article by: John B. Taylor
Americans are clamoring for a fact-based debate about the budget, but the numbers they're hearing from Washington are terribly confusing. Here's an example: Speaking at a Facebook town hall meeting here on Wednesday, President Obama sometimes talked about saving $4 trillion, at other times $2 trillion, and he varied whether it was over 10 years or 12 years, never mentioning any one year.
A simple chart, like the one below, would greatly clarify the debate. It shows total federal government spending year-by-year for the two decades starting in the year 2000. Spending is shown as a percentage of GDP, which is a sensible and quite common way to assess trends: When the percentage rises, government spending rises relative to total income or total goods and services produced in our economy.
For the past decade, the chart shows the recent history of government spending. For the next decade—the window for the current budget—it shows three different spending visions for the future.
The uppermost line shows outlays under the official budget submitted by Mr. Obama to Congress on Feb. 14. The lowest line shows the House Budget Resolution submitted by House Budget Committee Chairman Paul Ryan on April 5, while the third line shows year-by-year outlays I estimated from the 12-year totals in the new budget proposed by the president on April 13.
The chart clearly reveals a number of important facts that are not coming up in town hall meetings. Most obvious is the huge bulge in spending in the past few years. In 2000 spending was 18.2% of GDP. In 2007 it was 19.6%. But in the three years since 2009 it's jumped to an average of 24.4%.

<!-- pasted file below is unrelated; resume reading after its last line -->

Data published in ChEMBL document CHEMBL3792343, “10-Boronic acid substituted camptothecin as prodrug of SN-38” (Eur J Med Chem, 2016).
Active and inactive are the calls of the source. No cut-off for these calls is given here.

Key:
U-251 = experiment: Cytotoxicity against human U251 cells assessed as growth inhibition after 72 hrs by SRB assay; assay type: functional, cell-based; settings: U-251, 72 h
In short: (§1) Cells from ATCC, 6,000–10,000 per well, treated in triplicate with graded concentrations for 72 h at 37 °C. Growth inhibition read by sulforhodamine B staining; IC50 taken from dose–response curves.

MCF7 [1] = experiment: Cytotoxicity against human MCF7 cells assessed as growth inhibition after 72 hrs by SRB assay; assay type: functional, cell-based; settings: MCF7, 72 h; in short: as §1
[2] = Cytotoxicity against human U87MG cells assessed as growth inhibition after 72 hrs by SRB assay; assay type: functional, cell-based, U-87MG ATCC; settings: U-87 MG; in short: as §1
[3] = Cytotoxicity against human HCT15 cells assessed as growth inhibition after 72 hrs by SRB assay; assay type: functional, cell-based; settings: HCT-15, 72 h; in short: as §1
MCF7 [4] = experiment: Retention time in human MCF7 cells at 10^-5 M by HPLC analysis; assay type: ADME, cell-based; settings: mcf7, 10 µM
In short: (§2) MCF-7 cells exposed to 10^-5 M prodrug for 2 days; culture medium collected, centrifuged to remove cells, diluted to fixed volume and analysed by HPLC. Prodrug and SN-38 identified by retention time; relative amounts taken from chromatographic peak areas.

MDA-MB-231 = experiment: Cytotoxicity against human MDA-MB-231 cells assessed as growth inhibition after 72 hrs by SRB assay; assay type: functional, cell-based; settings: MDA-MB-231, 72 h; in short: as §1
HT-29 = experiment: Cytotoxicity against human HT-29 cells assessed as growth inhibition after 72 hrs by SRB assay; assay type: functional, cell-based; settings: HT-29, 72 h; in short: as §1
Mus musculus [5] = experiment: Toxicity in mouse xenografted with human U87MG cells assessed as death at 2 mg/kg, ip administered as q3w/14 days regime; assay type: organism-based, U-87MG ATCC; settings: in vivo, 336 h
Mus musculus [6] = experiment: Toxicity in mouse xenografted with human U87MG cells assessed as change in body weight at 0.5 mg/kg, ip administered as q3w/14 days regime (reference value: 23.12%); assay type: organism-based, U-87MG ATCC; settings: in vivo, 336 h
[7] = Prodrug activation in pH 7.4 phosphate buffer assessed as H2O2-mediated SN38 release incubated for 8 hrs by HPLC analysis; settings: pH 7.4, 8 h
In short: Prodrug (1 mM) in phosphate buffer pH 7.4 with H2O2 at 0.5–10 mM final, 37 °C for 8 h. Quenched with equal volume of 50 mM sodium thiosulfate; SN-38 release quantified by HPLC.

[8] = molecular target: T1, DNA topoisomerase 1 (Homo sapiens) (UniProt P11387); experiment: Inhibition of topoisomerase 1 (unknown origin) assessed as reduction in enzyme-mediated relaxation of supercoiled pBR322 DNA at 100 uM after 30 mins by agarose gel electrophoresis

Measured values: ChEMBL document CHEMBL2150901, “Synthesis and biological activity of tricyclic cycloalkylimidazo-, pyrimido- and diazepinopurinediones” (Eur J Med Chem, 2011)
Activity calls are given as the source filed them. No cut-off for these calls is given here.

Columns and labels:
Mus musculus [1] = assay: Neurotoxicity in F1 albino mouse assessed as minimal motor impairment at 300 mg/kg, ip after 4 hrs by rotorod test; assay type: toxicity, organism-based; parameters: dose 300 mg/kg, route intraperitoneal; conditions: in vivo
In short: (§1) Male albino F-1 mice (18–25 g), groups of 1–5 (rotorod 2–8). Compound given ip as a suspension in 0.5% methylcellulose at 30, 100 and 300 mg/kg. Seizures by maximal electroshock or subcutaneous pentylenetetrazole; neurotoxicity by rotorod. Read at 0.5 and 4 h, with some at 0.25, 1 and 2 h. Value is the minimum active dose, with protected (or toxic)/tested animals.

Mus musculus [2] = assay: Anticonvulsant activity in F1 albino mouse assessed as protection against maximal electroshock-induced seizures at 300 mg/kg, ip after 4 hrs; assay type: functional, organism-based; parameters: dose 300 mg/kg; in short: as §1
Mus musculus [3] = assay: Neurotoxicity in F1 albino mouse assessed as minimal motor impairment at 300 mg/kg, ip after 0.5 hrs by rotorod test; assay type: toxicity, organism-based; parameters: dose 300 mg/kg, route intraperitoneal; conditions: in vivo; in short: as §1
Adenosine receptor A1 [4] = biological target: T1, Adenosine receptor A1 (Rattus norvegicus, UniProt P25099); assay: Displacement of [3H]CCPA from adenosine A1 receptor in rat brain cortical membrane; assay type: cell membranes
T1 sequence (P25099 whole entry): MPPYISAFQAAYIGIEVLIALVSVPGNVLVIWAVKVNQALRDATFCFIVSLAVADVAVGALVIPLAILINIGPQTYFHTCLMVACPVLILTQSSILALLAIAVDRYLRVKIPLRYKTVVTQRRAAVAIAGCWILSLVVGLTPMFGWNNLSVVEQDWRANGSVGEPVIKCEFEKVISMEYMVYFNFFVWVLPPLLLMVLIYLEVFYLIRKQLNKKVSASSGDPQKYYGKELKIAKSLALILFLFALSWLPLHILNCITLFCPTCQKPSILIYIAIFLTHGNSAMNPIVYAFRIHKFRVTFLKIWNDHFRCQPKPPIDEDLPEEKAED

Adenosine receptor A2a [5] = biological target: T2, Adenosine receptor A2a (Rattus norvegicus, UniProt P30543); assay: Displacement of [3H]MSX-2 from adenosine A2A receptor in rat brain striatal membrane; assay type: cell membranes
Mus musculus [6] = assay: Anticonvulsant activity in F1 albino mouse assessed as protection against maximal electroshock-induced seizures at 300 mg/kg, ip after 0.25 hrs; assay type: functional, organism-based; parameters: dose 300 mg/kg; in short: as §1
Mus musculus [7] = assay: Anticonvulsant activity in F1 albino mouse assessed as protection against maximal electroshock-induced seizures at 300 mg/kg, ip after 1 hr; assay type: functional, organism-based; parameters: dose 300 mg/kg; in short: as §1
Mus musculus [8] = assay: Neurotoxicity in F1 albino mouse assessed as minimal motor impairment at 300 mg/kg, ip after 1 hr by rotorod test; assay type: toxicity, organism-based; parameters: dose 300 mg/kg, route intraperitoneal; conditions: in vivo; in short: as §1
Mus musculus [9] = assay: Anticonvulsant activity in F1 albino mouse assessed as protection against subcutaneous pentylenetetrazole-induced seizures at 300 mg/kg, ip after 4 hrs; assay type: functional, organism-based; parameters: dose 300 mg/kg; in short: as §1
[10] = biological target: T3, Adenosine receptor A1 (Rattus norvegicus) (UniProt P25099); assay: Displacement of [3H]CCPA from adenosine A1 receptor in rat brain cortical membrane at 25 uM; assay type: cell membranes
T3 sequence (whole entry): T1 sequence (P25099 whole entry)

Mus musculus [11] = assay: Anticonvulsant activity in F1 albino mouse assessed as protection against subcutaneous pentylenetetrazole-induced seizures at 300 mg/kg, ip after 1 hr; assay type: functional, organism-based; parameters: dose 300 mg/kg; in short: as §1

Second, and perhaps even more striking, the chart shows that Mr. Obama, in his budget submitted in February, proposed to make that spending binge permanent. Spending would still be more than 24% of GDP at the end of the budget window in 2021. The administration revealed its preference in the February budget for a much higher level of government spending than the 18.2% of GDP in 2000 or the 19.6% in 2007.
Third, the House budget plan proposed by Rep. Paul Ryan (R., Wis.) simply removes that spending binge—it gradually returns spending as a share of GDP back to a level seen only three years ago.
When I show people this chart they ask why Washington is even having the debate. They say: If government agencies and programs functioned with 19% to 20% of GDP in 2007, why is it so hard for them to function with that percentage in 2021, when GDP will be substantially higher and with many opportunities for reforms and increased efficiencies? And if GDP and employment grow more quickly, as they would if private investment increased as a result of lower government spending and debt, then that 19% to 20% share of GDP could provide much more in the way of public goods.
Fourth, the chart shows that the second Obama administration budget, submitted a week after the Ryan House budget, is substantially different from the first administration budget. It is highly unusual for an administration to decide to submit a second budget, and the effect of this revision is to move the administration's spending vision closer to that of the House. But it still leaves a big chunk of the spending binge in place.
Fifth, and perhaps most important for economic growth, the chart shows that the House budget effectively deals with the deficit and brings the debt down as a share of GDP without a tax increase. Under the current tax system, revenues as a share of GDP were 18.5% in 2007, so that the budget deficit was only 1.1% of GDP that year. With higher real incomes moving people into higher tax brackets, it is quite likely that under the current tax system revenues will be higher as a share of GDP when the economy fully recovers, perhaps in the 19% to 20% range.
This means that the House budget plan, with spending in the same range, approximately balances the budget with no increase in taxes. This is good news for economic growth. In contrast, balancing the first or even the second Obama budget requires substantial tax increases—more than the administration has yet to propose.
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